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Childcare Operator Fails To Pay Any Wages For An Entire Year

Childcare operator fails to pay any wages for an entire year

A childcare operator failed to pay two workers any wages for an entire year.

Instead, the employer told the women they needed to complete a dodgy unpaid vocational work experience scheme.

Childcare operator fails to pay any wages

Jan Shang owns and operates ‘Joys Child Care’ centre in Parramatta in Sydney.

He is facing the Federal Circuit Court, accused of failing to pay the two workers a total of $54,752 in wages, public holiday and annual leave entitlements.

Both women are from China and worked at the centre from February 2016 until February 2017 performing general childcare duties.

Shang allegedly told the women they needed to complete the unpaid work experience as part of a Diploma of Early Childhood Education.

In return for the work, he allegedly offered to pay their enrolment fee at a training institute.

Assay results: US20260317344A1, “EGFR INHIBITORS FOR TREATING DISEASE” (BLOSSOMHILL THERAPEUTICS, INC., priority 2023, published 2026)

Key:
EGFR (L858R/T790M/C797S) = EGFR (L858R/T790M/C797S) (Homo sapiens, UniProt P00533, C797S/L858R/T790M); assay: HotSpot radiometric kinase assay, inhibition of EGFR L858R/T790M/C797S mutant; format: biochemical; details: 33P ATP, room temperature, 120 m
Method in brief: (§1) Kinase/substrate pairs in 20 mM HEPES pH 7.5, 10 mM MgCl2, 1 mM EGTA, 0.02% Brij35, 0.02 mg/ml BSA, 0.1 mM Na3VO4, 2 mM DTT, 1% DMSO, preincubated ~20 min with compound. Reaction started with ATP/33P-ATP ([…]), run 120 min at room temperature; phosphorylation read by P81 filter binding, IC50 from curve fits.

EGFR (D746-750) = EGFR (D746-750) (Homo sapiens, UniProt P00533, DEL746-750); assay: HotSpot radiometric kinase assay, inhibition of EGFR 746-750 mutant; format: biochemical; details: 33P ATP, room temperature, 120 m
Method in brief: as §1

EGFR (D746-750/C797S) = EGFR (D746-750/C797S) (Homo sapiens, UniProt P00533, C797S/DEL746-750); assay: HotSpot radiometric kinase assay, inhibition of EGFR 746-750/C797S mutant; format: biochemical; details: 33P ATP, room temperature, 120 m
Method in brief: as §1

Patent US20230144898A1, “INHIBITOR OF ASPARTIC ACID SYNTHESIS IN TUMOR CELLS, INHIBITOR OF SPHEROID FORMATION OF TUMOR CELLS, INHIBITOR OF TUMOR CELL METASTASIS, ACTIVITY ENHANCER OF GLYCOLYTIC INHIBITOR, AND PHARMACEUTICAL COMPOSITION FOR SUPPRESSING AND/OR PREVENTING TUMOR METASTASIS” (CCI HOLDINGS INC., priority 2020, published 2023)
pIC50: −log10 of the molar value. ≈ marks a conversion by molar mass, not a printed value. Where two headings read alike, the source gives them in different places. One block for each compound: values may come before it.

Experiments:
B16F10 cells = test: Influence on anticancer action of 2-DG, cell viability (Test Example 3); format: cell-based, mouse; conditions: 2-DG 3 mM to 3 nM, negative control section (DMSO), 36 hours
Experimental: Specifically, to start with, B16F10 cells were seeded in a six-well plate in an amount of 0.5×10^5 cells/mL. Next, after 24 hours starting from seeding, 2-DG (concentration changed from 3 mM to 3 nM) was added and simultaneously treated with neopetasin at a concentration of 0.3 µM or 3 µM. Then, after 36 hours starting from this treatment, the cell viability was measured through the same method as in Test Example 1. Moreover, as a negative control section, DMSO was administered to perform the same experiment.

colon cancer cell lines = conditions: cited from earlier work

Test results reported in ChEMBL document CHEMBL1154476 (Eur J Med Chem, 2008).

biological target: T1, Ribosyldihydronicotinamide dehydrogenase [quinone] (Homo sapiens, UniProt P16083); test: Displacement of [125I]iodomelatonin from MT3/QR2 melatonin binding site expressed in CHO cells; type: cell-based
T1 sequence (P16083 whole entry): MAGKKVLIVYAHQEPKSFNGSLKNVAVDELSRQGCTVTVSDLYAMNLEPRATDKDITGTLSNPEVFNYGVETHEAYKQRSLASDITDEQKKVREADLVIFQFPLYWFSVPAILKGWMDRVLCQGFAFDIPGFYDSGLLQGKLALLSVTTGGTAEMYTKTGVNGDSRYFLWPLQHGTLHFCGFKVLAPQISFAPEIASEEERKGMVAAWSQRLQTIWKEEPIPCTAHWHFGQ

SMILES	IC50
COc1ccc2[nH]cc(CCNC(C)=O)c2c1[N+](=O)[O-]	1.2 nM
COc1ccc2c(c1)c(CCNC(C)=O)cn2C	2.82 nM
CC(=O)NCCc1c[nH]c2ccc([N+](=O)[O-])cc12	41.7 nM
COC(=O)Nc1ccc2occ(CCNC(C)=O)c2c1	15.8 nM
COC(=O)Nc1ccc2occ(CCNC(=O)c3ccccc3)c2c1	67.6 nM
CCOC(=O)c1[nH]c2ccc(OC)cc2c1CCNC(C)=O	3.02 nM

Vocational placements 

Industrial advocate Miles Heffernan said unpaid vocational placements must be a requirement of a tertiary course.

“Some qualifications require practical placements, for example, nursing or teaching,” he said.

“But these placements must be a requirement to compete the course and must also be approved by the training institution.

“The fact that this greedy boss has allegedly strung these women along for a full year of unpaid work is absolutely outrageous.

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Women performed productive work

The Fair Work Ombudsman argues the two workers performed productive work for Joys Child Care under little or no supervision.

Therefore, they qualify as employees of the company and not undertaking a vocational placement.

Shang allegedly engaged one of the women as a full-time employee and therefore she is entitled to be paid $35,062.

He allegedly engaged the other on a part-time basis and therefore she is entitled to $19,690.

Compliance Notices

Fair Work inspectors issued Shang with Compliance Notices in November, requiring him to back-pay the workers, however, he failed to do so.

He is now facing a maximum penalty of $6,300 and his company a maximum of $31,500 as a result.

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